Washington Post: With more guests checking in, hotel companies are handing online travel agencies fewer rooms to sell, making it more difficult to find discounts.
Room prices on sites such as Expedia, Orbitz and Priceline were on average $31, or 22 percent, lower than rates offered on hotel chain Web sites in the first quarter, according to the industry research firm Rubicon, which analyzes data supplied by Hilton, Hyatt, Marriott, Starwood, Gaylord and Intercontinental Hotels Group.
Those chains supplied travel Web sites with 9.1 percent of their inventory last quarter, down a little less than 1 percent year over year, but a marked difference from 14 percent in 2009.
The online travel sites “are the only [distribution] channel that saw a decline in the volume of business they get from hotels,” said Tim Hart, executive vice president and head of business intelligence for Travelclick, Rubicon’s parent company.
The decline comes at a time when hotel operators are raising average daily rates. Smith Travel Research said rates crept up an average of 3.1 percent to $99.37 last quarter. Locally, average daily rates trended up 2.7 percent to $145.45. Even at a discount, the price of hotel rooms on travel sites climbed 4 percent in the first three months compared to a year earlier.
For business travelers, who typically book through traditional agents, Expedia and Priceline’s inventory is of little consequence. For the average consumer, however, the discounts offered by these sites could mean more.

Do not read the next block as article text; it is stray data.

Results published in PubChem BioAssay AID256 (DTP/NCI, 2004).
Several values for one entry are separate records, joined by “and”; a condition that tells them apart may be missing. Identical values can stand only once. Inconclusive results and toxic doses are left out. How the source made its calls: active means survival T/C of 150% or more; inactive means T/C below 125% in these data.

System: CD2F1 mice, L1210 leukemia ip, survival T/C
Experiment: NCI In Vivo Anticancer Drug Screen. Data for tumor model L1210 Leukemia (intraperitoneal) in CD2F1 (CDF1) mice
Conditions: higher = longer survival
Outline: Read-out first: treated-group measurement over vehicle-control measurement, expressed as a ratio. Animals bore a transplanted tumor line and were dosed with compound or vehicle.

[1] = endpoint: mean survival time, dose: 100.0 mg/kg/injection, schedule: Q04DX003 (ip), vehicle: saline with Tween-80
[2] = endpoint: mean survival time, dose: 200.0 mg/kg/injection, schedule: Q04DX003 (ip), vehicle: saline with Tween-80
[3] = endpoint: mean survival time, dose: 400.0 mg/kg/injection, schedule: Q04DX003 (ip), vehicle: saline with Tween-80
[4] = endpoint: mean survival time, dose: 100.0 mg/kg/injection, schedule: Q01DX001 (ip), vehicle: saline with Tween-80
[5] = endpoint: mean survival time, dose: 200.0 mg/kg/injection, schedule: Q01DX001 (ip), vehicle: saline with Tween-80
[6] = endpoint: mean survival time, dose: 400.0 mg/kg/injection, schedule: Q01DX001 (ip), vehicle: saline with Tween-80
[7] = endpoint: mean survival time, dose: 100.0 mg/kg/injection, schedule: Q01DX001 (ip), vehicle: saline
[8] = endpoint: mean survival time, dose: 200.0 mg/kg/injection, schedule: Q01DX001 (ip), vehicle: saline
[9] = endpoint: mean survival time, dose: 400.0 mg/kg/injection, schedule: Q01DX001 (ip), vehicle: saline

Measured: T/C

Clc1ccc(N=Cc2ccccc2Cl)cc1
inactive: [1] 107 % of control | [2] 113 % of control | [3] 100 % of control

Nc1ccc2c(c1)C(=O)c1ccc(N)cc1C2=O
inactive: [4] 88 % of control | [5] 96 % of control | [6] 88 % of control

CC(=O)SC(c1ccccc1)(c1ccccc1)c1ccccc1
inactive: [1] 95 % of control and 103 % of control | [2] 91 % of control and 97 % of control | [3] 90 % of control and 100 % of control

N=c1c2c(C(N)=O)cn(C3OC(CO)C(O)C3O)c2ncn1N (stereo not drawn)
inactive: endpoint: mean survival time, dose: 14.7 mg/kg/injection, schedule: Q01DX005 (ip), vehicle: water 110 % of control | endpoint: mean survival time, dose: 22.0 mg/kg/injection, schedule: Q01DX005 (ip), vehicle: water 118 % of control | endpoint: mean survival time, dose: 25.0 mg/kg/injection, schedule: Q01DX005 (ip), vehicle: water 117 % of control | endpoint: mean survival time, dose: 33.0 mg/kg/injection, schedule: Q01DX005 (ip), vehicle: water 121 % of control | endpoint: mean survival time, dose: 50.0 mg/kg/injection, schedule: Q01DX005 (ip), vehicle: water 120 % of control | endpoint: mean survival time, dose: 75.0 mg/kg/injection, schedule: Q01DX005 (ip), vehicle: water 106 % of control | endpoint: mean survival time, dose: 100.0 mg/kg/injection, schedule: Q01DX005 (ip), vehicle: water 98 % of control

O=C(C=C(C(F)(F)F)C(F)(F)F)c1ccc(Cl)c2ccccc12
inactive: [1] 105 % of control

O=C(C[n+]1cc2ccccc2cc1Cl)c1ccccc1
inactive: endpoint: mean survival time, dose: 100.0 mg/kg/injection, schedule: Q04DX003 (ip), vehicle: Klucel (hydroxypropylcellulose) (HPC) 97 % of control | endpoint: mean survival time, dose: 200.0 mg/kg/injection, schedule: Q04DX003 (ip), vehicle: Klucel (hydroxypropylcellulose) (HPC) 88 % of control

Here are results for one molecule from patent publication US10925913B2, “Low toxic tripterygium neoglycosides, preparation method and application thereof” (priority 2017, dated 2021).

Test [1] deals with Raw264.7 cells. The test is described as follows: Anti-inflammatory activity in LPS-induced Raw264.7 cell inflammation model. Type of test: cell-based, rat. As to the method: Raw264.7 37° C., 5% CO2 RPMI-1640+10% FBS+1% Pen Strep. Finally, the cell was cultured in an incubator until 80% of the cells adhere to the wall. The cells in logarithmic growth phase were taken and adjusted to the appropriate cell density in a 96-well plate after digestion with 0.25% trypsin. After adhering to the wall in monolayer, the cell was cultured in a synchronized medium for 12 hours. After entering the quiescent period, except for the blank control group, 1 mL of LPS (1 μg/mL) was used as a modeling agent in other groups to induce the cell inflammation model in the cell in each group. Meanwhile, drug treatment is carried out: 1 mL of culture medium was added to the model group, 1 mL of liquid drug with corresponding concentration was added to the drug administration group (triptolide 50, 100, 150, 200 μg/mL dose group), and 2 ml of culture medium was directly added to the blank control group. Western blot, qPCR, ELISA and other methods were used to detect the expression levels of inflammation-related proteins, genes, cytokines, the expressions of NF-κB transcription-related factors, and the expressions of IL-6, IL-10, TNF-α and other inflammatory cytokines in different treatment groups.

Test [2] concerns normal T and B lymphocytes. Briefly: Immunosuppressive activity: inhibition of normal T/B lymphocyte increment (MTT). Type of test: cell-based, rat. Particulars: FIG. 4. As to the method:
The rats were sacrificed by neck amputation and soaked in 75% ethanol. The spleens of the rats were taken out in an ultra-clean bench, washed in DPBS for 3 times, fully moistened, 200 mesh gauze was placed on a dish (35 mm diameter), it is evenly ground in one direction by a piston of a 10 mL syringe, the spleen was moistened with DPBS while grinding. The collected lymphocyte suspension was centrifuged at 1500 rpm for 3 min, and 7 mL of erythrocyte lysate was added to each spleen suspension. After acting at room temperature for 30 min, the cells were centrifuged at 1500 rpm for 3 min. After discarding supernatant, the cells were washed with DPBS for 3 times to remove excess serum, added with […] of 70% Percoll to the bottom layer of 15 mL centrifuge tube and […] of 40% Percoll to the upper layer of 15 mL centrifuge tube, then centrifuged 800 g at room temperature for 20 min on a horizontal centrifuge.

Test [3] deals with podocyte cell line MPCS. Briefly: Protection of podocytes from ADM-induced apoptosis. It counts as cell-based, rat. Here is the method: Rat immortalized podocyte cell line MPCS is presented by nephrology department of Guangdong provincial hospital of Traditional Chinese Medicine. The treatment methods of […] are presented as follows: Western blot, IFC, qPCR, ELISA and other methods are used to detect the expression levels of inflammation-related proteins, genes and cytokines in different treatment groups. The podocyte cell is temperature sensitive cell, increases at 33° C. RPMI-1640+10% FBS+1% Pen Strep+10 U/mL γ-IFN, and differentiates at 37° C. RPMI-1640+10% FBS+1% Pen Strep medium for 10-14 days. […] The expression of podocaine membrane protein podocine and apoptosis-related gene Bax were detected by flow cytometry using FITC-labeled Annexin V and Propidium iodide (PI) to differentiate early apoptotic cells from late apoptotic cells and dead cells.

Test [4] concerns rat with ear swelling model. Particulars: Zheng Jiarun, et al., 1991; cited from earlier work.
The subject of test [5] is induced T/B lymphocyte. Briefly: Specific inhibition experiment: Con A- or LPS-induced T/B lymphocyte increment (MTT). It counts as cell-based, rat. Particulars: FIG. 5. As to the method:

Hotel operators have long had an uneasy relationship with online travel companies. In the dark days of the downturn, many upped their use of these agents, forking over an average 25 percent in commission, in a desperate bid to fill rooms. Now that business is rebounding, operators are debating the value of those relationships.
“Different channels serve different needs and market conditions,” said Larraine Voll Morris, vice president of electronic distribution at Bethesda-based Marriott, in an e-mail. “We continue to leverage [online travel sites] in very strategic ways to optimize and not to maximize sales.”
Sales at Marriott, which operates 3,600 hotels in 71 countries, grew 5.6 percent to $2.7 billion in the first quarter, though the numbers fell short of analysts’ expectations. The company selectively began raising rates last year, before any meaningful pickup in travel, a gamble that paid off as rooms began to fill in the summer.
Marriott has consistently enhanced the booking capabilities of its own Web site, but Morris said the company has no intention of ending its relationship with third-party sites. “Our overall relationships with [the sites] are good,” she said. “At the end of the day, we understand the importance and role one another plays to the consumer and marketplace, which serves as important middle ground for both of us.”